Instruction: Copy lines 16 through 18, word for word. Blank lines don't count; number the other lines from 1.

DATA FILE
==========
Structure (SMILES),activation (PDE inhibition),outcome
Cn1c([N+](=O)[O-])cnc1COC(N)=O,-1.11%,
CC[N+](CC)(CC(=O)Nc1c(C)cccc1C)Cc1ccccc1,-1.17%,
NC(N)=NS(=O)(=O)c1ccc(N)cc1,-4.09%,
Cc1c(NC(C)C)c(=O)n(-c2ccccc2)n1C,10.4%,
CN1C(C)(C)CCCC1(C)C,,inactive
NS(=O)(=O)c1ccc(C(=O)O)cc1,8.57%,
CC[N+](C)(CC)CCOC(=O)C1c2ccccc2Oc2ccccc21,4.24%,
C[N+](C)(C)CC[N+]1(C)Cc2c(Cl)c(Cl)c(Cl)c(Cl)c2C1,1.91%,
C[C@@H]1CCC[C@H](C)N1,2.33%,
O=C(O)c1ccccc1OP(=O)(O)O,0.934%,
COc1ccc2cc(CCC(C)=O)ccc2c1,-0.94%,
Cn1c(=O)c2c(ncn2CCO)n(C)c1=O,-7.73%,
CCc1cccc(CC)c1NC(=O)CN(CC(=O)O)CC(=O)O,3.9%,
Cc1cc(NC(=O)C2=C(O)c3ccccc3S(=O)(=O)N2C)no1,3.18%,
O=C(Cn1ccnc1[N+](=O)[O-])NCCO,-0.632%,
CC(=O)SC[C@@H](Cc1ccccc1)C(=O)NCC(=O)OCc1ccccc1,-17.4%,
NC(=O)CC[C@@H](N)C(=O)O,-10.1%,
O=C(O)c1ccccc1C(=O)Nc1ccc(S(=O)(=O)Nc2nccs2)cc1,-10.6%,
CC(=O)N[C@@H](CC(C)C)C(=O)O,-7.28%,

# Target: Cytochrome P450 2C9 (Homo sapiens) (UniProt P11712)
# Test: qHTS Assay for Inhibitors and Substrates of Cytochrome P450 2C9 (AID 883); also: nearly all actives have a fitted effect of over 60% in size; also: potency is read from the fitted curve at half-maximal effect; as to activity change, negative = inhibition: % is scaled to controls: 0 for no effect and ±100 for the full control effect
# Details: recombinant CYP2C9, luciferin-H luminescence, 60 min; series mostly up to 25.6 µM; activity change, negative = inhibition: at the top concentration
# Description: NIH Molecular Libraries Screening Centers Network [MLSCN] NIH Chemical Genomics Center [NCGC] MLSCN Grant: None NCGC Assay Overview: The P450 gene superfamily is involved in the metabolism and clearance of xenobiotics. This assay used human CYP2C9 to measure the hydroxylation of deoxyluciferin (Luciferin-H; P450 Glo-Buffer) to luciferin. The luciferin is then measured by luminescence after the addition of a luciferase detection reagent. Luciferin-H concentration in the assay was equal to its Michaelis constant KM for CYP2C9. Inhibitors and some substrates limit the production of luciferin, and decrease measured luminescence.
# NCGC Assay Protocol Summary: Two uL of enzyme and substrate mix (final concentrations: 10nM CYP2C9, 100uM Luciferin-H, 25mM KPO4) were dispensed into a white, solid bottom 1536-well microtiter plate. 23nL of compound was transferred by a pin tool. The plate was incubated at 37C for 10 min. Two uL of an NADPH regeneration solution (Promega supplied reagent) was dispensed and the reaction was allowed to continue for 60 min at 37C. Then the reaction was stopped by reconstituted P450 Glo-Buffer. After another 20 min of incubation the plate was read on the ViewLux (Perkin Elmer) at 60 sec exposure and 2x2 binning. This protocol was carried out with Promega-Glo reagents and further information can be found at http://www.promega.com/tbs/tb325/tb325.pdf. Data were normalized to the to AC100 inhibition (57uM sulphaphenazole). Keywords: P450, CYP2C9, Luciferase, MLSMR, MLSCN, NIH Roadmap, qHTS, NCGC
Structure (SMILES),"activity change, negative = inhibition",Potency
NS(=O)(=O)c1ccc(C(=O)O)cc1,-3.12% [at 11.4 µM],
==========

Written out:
O=C(Cn1ccnc1[N+](=O)[O-])NCCO,-0.632%,
CC(=O)SC[C@@H](Cc1ccccc1)C(=O)NCC(=O)OCc1ccccc1,-17.4%,
NC(=O)CC[C@@H](N)C(=O)O,-10.1%,